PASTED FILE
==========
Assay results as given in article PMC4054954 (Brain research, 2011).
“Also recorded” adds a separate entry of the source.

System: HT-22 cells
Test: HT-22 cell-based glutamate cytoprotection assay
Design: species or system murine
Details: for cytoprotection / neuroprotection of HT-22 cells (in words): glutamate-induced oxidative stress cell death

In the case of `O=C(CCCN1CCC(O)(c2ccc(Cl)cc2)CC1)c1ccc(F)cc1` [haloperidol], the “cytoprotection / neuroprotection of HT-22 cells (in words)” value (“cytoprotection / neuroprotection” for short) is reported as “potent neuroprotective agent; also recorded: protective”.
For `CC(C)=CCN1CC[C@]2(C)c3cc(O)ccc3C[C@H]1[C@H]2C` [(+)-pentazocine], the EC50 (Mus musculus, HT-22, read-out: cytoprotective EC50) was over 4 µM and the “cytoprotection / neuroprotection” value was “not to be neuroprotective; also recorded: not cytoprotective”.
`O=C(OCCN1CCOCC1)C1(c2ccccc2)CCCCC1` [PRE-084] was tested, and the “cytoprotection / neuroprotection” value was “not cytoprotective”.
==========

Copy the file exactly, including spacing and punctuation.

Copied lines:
Assay results as given in article PMC4054954 (Brain research, 2011).
“Also recorded” adds a separate entry of the source.

System: HT-22 cells
Test: HT-22 cell-based glutamate cytoprotection assay
Design: species or system murine
Details: for cytoprotection / neuroprotection of HT-22 cells (in words): glutamate-induced oxidative stress cell death

In the case of `O=C(CCCN1CCC(O)(c2ccc(Cl)cc2)CC1)c1ccc(F)cc1` [haloperidol], the “cytoprotection / neuroprotection of HT-22 cells (in words)” value (“cytoprotection / neuroprotection” for short) is reported as “potent neuroprotective agent; also recorded: protective”.
For `CC(C)=CCN1CC[C@]2(C)c3cc(O)ccc3C[C@H]1[C@H]2C` [(+)-pentazocine], the EC50 (Mus musculus, HT-22, read-out: cytoprotective EC50) was over 4 µM and the “cytoprotection / neuroprotection” value was “not to be neuroprotective; also recorded: not cytoprotective”.
`O=C(OCCN1CCOCC1)C1(c2ccccc2)CCCCC1` [PRE-084] was tested, and the “cytoprotection / neuroprotection” value was “not cytoprotective”.